Bruce returns to the Fringe after a sell-out 2015 run, and remains as witty, warm and inventive as ever.
Expertly puppeteered by Tim Watts and Wyatt Nixon-Lloyd, Bruce is a yellow block of sponge with goggle eyes, and disembodied, white-gloved hands. But in their hands he is imbued with feeling and character, and invites pity, laughter and frustration from the audience, as a bumbling American who keeps getting it wrong.
The puppeteers do not only play Bruce, however; instead they create a whole host of fully-formed, distinct characters, who become instantly recognisable through quirks of their voices or physicality. Particularly memorable were “One-Eyed Joe”, a bitter Russian who was mutilated by Bruce many years ago, and an old man who we later learn is Bruce too, giving sage advice to his younger self.
Which brings me to the plot. Sensational, action-packed and absolutely bonkers – probably not word ordinarily associated with a one-puppet show, and certainly not with a sponge. But Bruce takes us on an hour-long jaunt that thrusts us back and forward in time, constantly offering new angles on the milestone events of the protagonist’s life, before revealing that he has somehow managed to distort the “space-time continuum”.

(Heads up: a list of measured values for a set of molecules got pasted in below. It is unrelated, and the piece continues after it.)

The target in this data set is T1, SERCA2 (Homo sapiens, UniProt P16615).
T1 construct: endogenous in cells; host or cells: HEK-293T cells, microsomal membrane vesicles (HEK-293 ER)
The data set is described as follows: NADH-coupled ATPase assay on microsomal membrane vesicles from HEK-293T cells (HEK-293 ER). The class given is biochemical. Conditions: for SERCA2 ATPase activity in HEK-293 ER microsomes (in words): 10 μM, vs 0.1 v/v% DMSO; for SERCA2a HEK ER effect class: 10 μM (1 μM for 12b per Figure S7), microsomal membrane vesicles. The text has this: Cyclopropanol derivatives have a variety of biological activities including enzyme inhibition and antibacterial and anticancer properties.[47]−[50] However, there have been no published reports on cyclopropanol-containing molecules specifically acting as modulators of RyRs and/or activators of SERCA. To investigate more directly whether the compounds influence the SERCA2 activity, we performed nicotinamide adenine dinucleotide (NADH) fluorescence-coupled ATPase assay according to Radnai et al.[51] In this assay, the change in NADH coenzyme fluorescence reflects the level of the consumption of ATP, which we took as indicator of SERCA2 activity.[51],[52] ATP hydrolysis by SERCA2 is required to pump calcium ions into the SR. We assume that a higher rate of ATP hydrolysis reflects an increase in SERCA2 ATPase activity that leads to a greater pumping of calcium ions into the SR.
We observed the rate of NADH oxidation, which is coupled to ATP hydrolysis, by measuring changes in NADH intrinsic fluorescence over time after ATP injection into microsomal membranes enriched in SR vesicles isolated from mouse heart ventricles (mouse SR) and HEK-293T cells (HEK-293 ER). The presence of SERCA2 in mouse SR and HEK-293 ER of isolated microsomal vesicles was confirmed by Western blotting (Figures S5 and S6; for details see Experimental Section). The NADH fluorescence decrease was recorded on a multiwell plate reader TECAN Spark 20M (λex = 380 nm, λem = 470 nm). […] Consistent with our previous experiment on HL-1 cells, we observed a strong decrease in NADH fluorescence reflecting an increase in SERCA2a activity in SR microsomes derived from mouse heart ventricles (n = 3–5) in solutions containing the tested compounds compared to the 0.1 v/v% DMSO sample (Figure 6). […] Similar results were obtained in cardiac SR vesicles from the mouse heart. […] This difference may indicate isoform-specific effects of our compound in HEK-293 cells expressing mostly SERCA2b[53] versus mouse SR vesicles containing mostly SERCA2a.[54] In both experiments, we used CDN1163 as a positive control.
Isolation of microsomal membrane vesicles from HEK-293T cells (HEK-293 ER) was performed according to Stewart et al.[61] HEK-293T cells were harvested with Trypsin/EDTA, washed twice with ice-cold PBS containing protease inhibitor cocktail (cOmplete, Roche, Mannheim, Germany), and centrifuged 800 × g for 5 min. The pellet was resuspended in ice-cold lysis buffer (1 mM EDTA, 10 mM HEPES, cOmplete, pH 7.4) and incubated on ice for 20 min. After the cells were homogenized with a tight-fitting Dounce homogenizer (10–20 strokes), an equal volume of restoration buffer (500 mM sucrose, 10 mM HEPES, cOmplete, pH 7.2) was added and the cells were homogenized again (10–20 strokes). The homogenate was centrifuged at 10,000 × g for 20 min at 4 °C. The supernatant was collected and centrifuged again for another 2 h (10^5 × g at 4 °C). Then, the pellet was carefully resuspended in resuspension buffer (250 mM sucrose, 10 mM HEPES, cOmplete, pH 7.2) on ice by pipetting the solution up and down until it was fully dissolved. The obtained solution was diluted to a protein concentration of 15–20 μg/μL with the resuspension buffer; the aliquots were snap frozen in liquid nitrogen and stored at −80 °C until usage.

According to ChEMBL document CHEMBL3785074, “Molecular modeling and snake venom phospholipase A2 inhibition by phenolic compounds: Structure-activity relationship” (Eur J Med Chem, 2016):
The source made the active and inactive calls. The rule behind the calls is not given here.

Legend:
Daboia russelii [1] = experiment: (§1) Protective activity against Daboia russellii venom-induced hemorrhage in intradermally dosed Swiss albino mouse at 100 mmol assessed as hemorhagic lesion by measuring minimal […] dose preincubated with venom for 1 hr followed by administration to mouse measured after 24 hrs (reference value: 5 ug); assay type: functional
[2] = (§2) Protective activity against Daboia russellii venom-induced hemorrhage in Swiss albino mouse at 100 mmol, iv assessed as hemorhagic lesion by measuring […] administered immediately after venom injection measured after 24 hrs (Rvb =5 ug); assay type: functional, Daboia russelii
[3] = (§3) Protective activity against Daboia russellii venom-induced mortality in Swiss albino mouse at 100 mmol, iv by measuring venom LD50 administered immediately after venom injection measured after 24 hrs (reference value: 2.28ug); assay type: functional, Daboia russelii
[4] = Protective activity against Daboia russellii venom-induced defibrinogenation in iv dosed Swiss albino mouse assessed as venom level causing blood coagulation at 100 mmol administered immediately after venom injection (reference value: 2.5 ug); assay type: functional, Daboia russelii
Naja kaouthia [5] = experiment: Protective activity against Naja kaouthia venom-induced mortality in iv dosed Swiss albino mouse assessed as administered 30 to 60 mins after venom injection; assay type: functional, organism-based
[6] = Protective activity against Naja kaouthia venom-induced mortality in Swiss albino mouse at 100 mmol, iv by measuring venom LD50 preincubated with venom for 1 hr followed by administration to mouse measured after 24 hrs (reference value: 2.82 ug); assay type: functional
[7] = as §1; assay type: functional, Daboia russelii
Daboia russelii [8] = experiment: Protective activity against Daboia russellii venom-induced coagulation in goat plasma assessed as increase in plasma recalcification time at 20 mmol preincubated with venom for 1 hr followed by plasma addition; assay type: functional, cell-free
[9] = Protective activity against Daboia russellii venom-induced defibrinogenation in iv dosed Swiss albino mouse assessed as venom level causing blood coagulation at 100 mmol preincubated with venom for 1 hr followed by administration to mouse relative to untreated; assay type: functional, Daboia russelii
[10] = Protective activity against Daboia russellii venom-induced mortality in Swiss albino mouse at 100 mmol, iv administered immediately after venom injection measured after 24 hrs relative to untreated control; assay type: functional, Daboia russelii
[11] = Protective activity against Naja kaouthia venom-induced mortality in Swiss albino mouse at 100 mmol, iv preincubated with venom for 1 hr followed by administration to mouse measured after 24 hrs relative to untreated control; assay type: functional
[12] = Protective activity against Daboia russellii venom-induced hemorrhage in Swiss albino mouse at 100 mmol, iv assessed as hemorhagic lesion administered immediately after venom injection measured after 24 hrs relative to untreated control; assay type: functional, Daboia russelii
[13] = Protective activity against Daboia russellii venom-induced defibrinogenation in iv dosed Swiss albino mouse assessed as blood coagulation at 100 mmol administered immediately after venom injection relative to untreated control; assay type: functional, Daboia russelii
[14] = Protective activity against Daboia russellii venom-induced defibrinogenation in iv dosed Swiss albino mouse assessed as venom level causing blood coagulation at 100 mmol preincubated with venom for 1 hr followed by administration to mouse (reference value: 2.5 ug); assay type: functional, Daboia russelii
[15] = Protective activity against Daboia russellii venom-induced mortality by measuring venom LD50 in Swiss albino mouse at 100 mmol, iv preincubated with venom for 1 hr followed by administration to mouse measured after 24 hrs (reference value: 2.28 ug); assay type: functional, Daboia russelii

We are taken through thirty years of Bruce’s life in the last five minutes of the show, always feeling a satisfying step ahead of the puppet, despite the pace of the show. If I had one criticism of the play, it’s that it has a few too many moments that feel like the end, as if the writers couldn’t quite agree on what made for the best ending. But the real strength of the show is in characterisation, rather than narrative. It was really quite remarkable to see how the same block of sponge could be given such a variety of identities, and the success of the show is a testament to the skill of the performers, both as puppeteers and as voice artists.